When Pablo Escobar’s reign came to a bloody end, his family barely escaped the carnage. As the hit TV series Narcos returns, the drug baron’s real life son tells Frederick Bernas his story

Juan Pablo Escobar found out his father was a gangster aged just seven years old. “That was what he did,” he says. “He never had any problem with me knowing about it. During his last year of life, when I was hiding out with him and my mother, we passed pretty much all the time chatting because there was nothing else to do. I had the chance to really get to know my father – his way of thinking and doing things.”

Being the child of any violent criminal is difficult. But being the only son of perhaps the world’s most famous drug baron is an experience unique to Juan Pablo, who now goes by the name Sebastian Marroquin, describes himself as a pacifist and has written a book about his father and their life together, which is published in English this week.

For much of the 1980s, Juan Pablo’s father, Pablo Escobar, was one of the most famous men in the world. The Colombian drug kingpin from Medellin became the archetypal modern gangster, the Al Capone of his day. The Escobar myth was driven by lurid tales of mass executions, extraordinary corruption, decadence and his Robin Hood proclivities, distributing some of his ill-gotten gains to the poor of Colombia.

When Escobar finally agreed to go to prison in 1991, he built the La Catedral jail himself, equipping it with a football field, disco, bar and waterfall. Oil paintings hung on the walls and Miss Colombia contestants attended champagne-fuelled parties.

Crucially, there was also a radio transmitter and fax machine, so that he could continue his business selling cocaine. At one point his Medellin cartel was estimated to have control of 80% of the cocaine entering America. It spent an estimated $2,500 per month just on rubber bands to hold together piles of cash.

Eventually it ended, almost inevitably, in a shootout with police on a Medellin rooftop in 1993. The myth, though, has continued to grow – most recently in the form of Narcos, the hit show about Escobar’s life that returns to Netflix this week.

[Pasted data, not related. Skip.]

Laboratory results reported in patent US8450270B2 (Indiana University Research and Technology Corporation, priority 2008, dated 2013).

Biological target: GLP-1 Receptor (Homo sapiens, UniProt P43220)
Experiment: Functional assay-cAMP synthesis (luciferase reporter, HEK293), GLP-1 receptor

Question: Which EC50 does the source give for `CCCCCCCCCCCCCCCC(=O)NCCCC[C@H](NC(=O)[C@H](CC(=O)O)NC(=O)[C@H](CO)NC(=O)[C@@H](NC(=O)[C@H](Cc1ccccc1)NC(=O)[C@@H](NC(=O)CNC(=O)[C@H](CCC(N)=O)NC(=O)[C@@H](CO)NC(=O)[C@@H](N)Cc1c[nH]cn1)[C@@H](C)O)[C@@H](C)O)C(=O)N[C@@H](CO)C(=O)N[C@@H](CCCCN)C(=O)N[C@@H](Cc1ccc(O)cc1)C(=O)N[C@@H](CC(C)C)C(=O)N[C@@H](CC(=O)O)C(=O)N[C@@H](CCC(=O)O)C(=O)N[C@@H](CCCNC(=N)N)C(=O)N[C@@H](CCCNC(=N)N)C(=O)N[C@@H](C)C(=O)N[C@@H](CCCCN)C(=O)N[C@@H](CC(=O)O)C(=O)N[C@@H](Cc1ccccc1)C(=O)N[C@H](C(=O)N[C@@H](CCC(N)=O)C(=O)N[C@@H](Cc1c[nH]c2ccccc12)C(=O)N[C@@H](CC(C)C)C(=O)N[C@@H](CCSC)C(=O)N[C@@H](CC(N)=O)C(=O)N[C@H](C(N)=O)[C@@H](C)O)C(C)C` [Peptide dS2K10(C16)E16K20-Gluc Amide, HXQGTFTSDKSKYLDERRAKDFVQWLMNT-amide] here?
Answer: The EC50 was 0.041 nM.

That was the end for Escobar, but just the beginning for Juan Pablo. He was born into unimaginable privilege; the chocolates for his first communion were brought by private jet from Switzerland, and he owned nearly 30 motorbikes by the time he was 11. But fear replaced luxury as his father’s life became dominated by political struggles and cartel feuds, and the family spent much of their time on the run.

Escobar left his son an extraordinarily complex legacy, which plays out in the book. On the one hand, he does not shy away from the vicious killer who raised him, acknowledging that “many of the terrible things that have been said about him sadly seem to be quite accurate”. But he also paints a picture of a man who was fiercely devoted to his family, who loved and was loved in return by his young son.

At home, Escobar the executioner transformed into a model father who doted on his wife and children. “He was extremely affectionate and respectful – he didn’t even say curse words. He was calm, respectful of my mother and women in general,” says Juan Pablo, speaking from Colombia, where he is researching his second book. Somewhat ironically, his father educated him about the effects and dangers of drugs from a young age, imbuing him with the mantra: “The brave one is he who doesn’t try.”

“I think the book shows my father in all possible extremes,” says Juan Pablo. “The extreme love for his family, and the extreme violence he used to defend his family or personal interests.”

I wonder why he has decided to write the book now, after so much time has passed. “We had to wait for everybody to stop talking about Pablo Escobar,” he says. “Once that happened, it was my turn.”